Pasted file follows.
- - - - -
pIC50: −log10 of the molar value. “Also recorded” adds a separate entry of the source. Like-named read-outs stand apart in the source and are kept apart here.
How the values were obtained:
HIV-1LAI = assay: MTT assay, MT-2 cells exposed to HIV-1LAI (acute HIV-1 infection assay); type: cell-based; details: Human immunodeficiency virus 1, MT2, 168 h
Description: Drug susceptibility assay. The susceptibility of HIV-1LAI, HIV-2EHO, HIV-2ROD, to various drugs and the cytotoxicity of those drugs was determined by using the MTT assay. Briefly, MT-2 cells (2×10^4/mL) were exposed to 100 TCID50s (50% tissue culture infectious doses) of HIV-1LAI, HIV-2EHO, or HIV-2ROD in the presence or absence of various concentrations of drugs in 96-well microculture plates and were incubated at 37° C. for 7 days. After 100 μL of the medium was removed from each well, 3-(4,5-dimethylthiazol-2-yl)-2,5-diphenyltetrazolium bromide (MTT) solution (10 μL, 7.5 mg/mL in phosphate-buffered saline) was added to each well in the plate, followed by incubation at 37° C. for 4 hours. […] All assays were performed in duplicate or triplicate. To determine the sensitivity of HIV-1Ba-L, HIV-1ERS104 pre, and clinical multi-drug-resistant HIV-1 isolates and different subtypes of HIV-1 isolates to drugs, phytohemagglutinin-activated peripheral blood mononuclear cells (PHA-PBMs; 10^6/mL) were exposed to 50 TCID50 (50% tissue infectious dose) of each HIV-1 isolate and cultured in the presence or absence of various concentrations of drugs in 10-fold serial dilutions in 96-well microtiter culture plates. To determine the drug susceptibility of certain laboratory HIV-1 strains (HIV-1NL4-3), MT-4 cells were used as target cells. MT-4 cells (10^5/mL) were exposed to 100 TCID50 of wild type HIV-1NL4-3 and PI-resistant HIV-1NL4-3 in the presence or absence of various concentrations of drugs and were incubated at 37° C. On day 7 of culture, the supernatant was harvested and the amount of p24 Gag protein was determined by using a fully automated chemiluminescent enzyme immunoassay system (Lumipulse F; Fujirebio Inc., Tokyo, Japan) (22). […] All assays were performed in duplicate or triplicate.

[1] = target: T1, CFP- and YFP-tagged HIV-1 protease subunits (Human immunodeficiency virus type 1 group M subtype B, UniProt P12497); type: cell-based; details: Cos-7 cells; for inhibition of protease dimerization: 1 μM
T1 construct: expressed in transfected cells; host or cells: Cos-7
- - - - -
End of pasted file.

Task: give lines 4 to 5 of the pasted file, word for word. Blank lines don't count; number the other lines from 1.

Description: Drug susceptibility assay. The susceptibility of HIV-1LAI, HIV-2EHO, HIV-2ROD, to various drugs and the cytotoxicity of those drugs was determined by using the MTT assay. Briefly, MT-2 cells (2×10^4/mL) were exposed to 100 TCID50s (50% tissue culture infectious doses) of HIV-1LAI, HIV-2EHO, or HIV-2ROD in the presence or absence of various concentrations of drugs in 96-well microculture plates and were incubated at 37° C. for 7 days. After 100 μL of the medium was removed from each well, 3-(4,5-dimethylthiazol-2-yl)-2,5-diphenyltetrazolium bromide (MTT) solution (10 μL, 7.5 mg/mL in phosphate-buffered saline) was added to each well in the plate, followed by incubation at 37° C. for 4 hours. […] All assays were performed in duplicate or triplicate. To determine the sensitivity of HIV-1Ba-L, HIV-1ERS104 pre, and clinical multi-drug-resistant HIV-1 isolates and different subtypes of HIV-1 isolates to drugs, phytohemagglutinin-activated peripheral blood mononuclear cells (PHA-PBMs; 10^6/mL) were exposed to 50 TCID50 (50% tissue infectious dose) of each HIV-1 isolate and cultured in the presence or absence of various concentrations of drugs in 10-fold serial dilutions in 96-well microtiter culture plates. To determine the drug susceptibility of certain laboratory HIV-1 strains (HIV-1NL4-3), MT-4 cells were used as target cells. MT-4 cells (10^5/mL) were exposed to 100 TCID50 of wild type HIV-1NL4-3 and PI-resistant HIV-1NL4-3 in the presence or absence of various concentrations of drugs and were incubated at 37° C. On day 7 of culture, the supernatant was harvested and the amount of p24 Gag protein was determined by using a fully automated chemiluminescent enzyme immunoassay system (Lumipulse F; Fujirebio Inc., Tokyo, Japan) (22). […] All assays were performed in duplicate or triplicate.

[1] = target: T1, CFP- and YFP-tagged HIV-1 protease subunits (Human immunodeficiency virus type 1 group M subtype B, UniProt P12497); type: cell-based; details: Cos-7 cells; for inhibition of protease dimerization: 1 μM